If there’s one thing I really worry about since I had my kids after my TBI is that I am totally screwing them up. Just this week in fact, I was helping my Kindergartner with her homework and when I opened the folder the next day, saw that I misunderstood the homework and she answered all of the questions wrong because I told her to do it incorrectly. Suprisingly, my Type A drama queen was unphased that she did it wrong and accepted my apology for my mistake. She told me, “you’ll get it right next time.” She is already so wise. I quickly learned that my husband already needs to be involved in the proof checking of homework, because I am already struggling. This week, I laughed at it, I am sure at some point I will cry.
So far, she loves Kindergarten and can’t wait to go every day. Getting her to talk about her day after school continues to be challenging. I ask open-ended questions and prompt her with stories I have overheard from her friend’s parents. Her response is usually one word answers or she tells me she’s going to go and play. So when she starts telling me a story about her day, I will always shut up and listen because it’s rare, and very much appreciated. These conversations are usually right before bed too, either a convenient stalling technique by her, or the actual time when she reflects on her day and wants to share it with me.
She came skipping into my room the night I messed up her homework and wanted to know if I wanted to hear about something bad that happened to one of her classmates at school. I tried to not act shocked or too intrigued, for fear of my reaction causing her to stop talking. I told her of course I did and asked what happened? “One of the other boys told Declan that he was super slow because of the knee pads he wore on his legs. Declan told him they weren’t knee pads and that they were called braces.” My heart sank and I felt the tears swell in my eyes. The little boy in her class that has a physical disability is already being discouraged by a classmate? My heart hurt for his Mom, because if she heard this story it would shatter her, most likely more than it would him. She has probably struggled so much already watching him overcome his challenges and now his new classmates are starting to pick on him. Our son doesn’t have a physical disability, but has his fair share of challenges that make him different from his peers. Watching him overcome all of them as his Mom is heart wrenching, only because I wish I could take it all away from him and hate when he suffers.
My daughter went on to explain that she could tell Declan was really sad and mad, based on the expression he had on his face so she told him that he was really fast. My heart bursted with pride. She had asked me about his braces a few weeks ago when school started and I had encouraged her to talk to him about it, to ask him why he has them and what makes them special. I had forgotten about our conversation until this moment.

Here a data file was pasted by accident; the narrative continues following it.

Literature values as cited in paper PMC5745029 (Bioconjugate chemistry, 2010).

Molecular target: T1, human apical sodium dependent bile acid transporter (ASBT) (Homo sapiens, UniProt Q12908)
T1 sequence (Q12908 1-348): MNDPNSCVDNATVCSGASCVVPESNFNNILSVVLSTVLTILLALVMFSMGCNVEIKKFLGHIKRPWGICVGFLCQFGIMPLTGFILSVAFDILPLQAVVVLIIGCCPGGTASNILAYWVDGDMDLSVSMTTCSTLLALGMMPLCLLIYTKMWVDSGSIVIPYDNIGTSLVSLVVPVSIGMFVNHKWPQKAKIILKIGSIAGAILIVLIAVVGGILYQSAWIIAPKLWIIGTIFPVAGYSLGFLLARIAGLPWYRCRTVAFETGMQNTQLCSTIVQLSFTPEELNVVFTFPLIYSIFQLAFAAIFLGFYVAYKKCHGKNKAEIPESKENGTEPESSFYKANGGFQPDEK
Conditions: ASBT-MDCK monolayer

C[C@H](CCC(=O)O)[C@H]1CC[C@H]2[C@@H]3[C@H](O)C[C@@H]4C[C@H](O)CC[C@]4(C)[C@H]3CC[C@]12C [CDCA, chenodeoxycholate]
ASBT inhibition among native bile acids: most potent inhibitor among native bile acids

I told her how very proud I was, and how wonderful it was that she wanted to make her classmate feel better. “Treat others how you would like to be treated,” I repeated, and said one day someone will make her feel better when someone else makes her feel sad. (At least I hope that happens, we are firm believers in karma over here!) She then told me about how Declan told her his legs aren’t as strong so he has to do special exercises and he gets to go swimming to strengthen them. She LOVES swimming, so hearing he got to do this regularly was awesome to her. We then talked about how Declan is stronger in other ways than we are. I explained that strength doesn’t have to be measured by physical capabilities, but it can be measured in other ways, like endurance and persistence. We then agreed that Declan was probably more resilient than other children because he knows what it’s like to work harder than others with having to walk.
As a person with a disability, and raising a son that has one, I welcome the type of conversation that my daughter had with Declan. To me, educating others on our circumstances raises awareness and makes me feel less alienated. Specifically at this young, impressionable, five year old age, I want my children to explore and understand all differences. This is what drives diversity and defines each of us. We all have circumstances that set us apart from one another, and we don’t need to understand them, but we should try and we definitely need to respect them. When someone asks me questions about my head injury, lingering symptoms or our sons’ epilepsy I use that as an opportunity to educate. I only hope my children continue to ask questions and respect their classmates, and treat others how they would like to be treated.
I may be screwing up the math homework over here, but we killed it with kindness in the Kindergarten classroom this week. I am likely still screwing them up, but my crazies will be kind little classmates. And they are all mine. Happy Friday, tribe. Be well and be kind.